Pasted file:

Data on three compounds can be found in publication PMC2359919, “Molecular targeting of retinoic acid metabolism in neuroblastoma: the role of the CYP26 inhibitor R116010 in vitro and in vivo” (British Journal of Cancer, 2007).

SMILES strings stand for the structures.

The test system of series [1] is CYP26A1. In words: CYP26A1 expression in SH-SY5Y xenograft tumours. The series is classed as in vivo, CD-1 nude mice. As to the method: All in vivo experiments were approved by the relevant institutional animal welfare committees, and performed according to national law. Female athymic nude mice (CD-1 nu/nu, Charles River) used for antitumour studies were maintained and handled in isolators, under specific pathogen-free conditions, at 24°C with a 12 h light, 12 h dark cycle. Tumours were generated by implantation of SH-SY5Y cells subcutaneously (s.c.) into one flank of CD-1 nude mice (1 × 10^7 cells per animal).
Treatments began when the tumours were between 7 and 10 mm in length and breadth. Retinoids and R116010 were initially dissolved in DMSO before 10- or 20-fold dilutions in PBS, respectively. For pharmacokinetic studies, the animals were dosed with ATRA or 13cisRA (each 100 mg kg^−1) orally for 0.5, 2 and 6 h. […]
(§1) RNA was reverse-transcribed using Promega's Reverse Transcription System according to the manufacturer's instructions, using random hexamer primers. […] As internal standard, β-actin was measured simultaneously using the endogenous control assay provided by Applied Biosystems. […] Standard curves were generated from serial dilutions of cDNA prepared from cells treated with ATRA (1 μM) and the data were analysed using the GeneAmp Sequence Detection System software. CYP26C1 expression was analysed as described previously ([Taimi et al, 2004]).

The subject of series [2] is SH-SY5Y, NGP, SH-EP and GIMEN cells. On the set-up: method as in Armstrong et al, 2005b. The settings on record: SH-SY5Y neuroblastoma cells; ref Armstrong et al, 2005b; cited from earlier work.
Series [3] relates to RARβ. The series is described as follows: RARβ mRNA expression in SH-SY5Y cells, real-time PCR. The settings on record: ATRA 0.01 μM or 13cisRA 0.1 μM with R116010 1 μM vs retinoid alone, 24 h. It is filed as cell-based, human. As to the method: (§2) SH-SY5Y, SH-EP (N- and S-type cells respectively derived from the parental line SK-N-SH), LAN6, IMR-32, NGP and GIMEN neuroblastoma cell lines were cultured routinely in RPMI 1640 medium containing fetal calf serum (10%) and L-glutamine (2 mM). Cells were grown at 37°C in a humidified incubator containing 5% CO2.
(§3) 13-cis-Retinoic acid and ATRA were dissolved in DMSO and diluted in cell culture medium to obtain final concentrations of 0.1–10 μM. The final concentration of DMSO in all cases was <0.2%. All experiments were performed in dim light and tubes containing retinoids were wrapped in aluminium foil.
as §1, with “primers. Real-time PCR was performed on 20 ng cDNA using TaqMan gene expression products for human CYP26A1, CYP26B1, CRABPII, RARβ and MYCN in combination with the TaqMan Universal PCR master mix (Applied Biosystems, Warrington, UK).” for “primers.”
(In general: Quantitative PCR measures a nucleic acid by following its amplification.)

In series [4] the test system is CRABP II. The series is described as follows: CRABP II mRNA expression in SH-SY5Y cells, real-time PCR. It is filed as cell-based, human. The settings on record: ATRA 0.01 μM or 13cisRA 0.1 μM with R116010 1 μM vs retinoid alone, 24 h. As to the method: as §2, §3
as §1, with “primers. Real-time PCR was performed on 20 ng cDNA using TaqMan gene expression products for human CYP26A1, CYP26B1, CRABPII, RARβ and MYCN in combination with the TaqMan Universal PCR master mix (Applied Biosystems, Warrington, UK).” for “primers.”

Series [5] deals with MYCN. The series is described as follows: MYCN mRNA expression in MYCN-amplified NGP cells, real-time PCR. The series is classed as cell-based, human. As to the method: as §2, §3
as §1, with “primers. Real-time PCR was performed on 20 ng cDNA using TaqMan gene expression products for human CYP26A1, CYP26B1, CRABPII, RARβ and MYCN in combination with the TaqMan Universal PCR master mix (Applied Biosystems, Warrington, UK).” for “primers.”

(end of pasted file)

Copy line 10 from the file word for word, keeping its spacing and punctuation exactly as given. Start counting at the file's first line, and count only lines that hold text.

(In general: Quantitative PCR measures a nucleic acid by following its amplification.)